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Looks like ETH is taking a dump today, down to $9.60 or so and falling. Might make mining even less attractive than ever. But hey, it'll be easier to buy in for PoS right?
 
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lienad216

Member
Sep 10, 2016
37
5
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How does PoS work though? From the little I read, it sounds like everyone just gets a share of the mined coin based on how much they have over the total supply. Which seems weird... I doubt its correct, but I'm not sure how else to interpret it.
 

Madpacket

Platinum Member
Nov 15, 2005
2,068
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How does PoS work though? From the little I read, it sounds like everyone just gets a share of the mined coin based on how much they have over the total supply. Which seems weird... I doubt its correct, but I'm not sure how else to interpret it.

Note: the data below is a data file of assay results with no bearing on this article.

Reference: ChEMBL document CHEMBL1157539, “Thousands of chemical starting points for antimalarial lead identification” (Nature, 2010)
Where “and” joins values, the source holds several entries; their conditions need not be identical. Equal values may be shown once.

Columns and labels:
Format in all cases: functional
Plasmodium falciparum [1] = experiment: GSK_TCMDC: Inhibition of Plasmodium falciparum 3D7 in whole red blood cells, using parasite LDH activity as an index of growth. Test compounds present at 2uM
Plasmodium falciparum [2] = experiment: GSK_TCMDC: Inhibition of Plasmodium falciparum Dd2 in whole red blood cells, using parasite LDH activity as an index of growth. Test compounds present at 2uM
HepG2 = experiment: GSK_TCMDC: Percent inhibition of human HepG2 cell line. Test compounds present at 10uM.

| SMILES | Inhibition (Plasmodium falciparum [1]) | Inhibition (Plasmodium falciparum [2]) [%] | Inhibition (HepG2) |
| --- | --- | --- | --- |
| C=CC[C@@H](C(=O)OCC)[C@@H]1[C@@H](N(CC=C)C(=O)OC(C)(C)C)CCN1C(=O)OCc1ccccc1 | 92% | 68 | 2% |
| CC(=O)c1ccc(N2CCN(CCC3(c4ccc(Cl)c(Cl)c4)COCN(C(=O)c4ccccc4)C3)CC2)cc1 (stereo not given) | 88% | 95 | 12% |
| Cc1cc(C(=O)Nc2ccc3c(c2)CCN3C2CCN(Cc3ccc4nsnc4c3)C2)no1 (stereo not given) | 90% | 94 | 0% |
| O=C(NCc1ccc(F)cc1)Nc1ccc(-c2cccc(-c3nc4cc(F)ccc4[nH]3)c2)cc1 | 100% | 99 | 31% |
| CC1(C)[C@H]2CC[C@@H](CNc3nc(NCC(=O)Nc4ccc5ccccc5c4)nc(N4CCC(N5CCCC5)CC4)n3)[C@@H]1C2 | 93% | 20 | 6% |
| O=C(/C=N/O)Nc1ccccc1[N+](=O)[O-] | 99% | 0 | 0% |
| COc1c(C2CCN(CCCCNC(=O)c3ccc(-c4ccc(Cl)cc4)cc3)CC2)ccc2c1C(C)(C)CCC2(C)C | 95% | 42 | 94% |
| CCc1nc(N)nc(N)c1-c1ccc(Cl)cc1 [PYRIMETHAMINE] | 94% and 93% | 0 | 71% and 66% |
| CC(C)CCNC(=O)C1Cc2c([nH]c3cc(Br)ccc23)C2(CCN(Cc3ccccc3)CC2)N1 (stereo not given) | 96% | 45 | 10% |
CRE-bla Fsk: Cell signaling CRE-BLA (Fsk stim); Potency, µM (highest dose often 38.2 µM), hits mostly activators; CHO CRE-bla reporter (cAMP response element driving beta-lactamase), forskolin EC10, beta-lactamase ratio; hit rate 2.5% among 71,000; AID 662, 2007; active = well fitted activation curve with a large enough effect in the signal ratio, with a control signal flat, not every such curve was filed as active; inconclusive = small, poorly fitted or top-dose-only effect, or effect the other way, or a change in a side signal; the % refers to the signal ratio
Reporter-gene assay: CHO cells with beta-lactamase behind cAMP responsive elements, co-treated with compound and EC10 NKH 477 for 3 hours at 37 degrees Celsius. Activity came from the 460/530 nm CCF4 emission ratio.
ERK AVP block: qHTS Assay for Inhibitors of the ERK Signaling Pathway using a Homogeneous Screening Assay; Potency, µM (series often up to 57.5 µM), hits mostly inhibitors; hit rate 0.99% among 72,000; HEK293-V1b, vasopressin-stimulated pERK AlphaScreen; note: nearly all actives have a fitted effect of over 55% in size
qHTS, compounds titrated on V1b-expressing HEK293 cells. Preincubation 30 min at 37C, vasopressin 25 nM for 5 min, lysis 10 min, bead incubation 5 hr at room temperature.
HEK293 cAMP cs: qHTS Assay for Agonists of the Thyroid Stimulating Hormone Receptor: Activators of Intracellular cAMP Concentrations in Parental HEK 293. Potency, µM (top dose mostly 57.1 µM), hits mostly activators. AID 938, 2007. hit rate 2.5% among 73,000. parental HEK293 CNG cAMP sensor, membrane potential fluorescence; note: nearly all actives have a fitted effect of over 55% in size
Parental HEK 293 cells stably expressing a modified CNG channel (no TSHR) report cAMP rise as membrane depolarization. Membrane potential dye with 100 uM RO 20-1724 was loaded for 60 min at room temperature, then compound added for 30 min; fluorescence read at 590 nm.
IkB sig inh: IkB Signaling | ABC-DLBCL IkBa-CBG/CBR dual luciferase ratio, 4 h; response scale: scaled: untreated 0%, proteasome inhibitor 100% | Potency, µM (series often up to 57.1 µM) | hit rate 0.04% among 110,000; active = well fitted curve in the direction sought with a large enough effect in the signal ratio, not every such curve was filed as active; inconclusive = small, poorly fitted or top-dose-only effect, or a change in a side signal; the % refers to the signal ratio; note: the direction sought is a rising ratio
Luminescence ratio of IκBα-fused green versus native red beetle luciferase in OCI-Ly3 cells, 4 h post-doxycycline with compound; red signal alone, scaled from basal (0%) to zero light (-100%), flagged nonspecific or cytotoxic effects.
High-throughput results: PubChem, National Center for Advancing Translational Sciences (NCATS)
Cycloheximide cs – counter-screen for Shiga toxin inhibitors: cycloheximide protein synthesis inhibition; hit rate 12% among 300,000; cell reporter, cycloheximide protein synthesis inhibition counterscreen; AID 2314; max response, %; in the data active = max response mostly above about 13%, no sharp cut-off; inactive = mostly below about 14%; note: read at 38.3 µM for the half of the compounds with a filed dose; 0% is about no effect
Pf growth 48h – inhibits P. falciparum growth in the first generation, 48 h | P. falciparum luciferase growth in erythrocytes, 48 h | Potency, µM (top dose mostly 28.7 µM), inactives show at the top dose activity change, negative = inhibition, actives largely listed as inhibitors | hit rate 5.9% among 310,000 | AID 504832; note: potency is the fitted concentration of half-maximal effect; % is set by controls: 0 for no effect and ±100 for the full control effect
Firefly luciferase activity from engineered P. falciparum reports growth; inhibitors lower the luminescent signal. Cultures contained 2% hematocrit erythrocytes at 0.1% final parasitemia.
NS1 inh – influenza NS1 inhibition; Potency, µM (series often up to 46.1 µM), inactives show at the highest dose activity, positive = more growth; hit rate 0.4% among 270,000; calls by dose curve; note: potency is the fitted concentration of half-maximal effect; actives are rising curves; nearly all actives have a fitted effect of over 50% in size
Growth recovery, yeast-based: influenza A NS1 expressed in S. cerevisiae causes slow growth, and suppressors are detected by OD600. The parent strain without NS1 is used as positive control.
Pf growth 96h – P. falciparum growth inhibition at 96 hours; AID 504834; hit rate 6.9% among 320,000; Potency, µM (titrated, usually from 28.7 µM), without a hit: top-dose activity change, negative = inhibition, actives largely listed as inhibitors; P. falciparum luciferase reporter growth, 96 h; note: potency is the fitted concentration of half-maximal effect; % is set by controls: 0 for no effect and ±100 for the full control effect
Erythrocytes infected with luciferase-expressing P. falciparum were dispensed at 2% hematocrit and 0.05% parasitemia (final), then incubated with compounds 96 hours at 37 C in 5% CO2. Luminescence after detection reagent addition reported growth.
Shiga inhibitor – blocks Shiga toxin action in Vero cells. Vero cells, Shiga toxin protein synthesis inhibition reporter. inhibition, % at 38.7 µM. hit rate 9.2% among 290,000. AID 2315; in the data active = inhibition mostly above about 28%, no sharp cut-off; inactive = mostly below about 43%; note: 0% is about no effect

AFAIK the core PoS devs (Vitalek .B and Vlad .Z) haven't fully decided the direction. You have the right idea though of how it it works conceptually. The fundamental idea is simple but pulling it off will likely be very difficult. I suspect PoW will be around for quite a bit longer than everyone anticipated.

Ethereum just successfully hard forked again so hopefully they did enough work to keep the hackers at bay for a while. Security has been the biggest challenge for Ethereum but the developers are relentless in addressing issues and moving forward.
 

fleshconsumed

Diamond Member
Feb 21, 2002
6,077
1,458
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Yeah, but would you still have to "mine" in a pool to get the "dividends"? And if so how is this different from PoW?